I purchased the brass table lamp illustrating this page in the mid 1980's from a private party mostly because it was attractive And a complete mystery. This lamp has a Rayo filler cap and the wick raiser knob is the typical B&H/Rayo pattern.

Embossed a long the top of the font in large scrip is "San Diego".   On the opposite side is a list of patent dates: April 23 1895, August 16, 1898 and February 28, 1905. These are all Bradley and Hubbard/Rayo patent dates. On top of the wick raiser is "PAT''D JUNE 7 1898. My table lamp gallery has no markings. I contacted a number of lamp collectors trying to find out more about this lamp.  This lamp was known as a very rare version of the B&H Radiant 4 lamp and the few collectors who had one had placed B&H radiant 4 burners on them believing that the B&H burner was correct for the lamp.

Later, I found a brass finish font lamp version of the San Diego owned by Tom Rancadore.  Tom's lamp also illustrates this page. The gallery on his lamp is marked "PAT''D MAR. 30 '09 OTHERS PENDING"  This was the patent that covers the mantle burner for the San Diego lamp and the key to unlocking the mystery of the lamp.  This also implies that my lamp was manufactured prior to the patent date.

Since then a couple more lamps have been found and people have started pooling knowledge about this little known lamp company and its products. If you have any additional information about the company or own one of these lamps, please .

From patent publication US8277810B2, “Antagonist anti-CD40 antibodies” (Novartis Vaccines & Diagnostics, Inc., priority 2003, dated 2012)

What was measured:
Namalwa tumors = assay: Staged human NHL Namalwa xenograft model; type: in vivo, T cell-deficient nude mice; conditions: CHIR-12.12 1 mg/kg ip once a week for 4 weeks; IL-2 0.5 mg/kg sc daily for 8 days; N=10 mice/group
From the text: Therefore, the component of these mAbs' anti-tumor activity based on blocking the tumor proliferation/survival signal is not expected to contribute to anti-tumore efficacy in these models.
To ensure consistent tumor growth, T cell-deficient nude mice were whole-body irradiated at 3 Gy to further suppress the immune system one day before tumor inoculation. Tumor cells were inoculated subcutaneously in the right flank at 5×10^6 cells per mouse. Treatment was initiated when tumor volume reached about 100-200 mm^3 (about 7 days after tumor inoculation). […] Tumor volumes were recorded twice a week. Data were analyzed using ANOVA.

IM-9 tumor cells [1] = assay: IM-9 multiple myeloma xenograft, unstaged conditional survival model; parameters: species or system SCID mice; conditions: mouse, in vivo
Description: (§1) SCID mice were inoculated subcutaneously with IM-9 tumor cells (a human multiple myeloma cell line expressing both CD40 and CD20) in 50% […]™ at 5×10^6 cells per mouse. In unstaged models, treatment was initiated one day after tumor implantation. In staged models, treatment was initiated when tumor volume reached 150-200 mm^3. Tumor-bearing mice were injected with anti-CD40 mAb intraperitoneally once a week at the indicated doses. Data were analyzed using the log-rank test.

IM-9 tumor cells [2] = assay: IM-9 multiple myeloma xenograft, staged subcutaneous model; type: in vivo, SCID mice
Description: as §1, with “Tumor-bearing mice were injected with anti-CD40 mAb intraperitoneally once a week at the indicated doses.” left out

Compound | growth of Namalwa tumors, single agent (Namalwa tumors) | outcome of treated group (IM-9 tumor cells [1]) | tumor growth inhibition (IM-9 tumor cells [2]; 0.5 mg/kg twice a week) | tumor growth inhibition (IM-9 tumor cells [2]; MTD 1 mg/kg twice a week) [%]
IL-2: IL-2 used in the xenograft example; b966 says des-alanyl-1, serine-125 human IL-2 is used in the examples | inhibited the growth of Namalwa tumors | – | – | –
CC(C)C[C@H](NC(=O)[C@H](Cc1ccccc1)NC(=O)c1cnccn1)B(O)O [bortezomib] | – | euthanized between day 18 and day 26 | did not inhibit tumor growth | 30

The Lamps

This nickel plated font lamp was purchased from  seller near San Diego. It is complete except for a broken mantle holder and missing chimney.

I guess that the font lamps were used in the same hangers and wall brackets as the B&H radiant 4 lamps. The B&H hanger would need to have a 6.5 inch diameter opening for the lamp to fit.

San Diego oil pot mantle lamp

San Diego Oil Pot mantle lamp
Oil pot version of the San Diego mantle lamp manufactured by B&H.

Photos by Michael Brotherton



San Diego lamps are embossed in script at the top of the font but otherwise appear to be standard B&H Rayo Radiant 4 lamps.

The threads will accept a standard Radiant 4 burner as well as the San Diego mantle burner.  The centre draft tube is also unchanged. 

The San Diego table lamp has the standard Radiant 4 foot.

The patent covers the gallery (shown), flame spreader support, flame spreader and mantle holder.

The chimney on this lamp is not correct and 1/16th of an inch too narrow.  It was a guess based upon early German mantle lamps.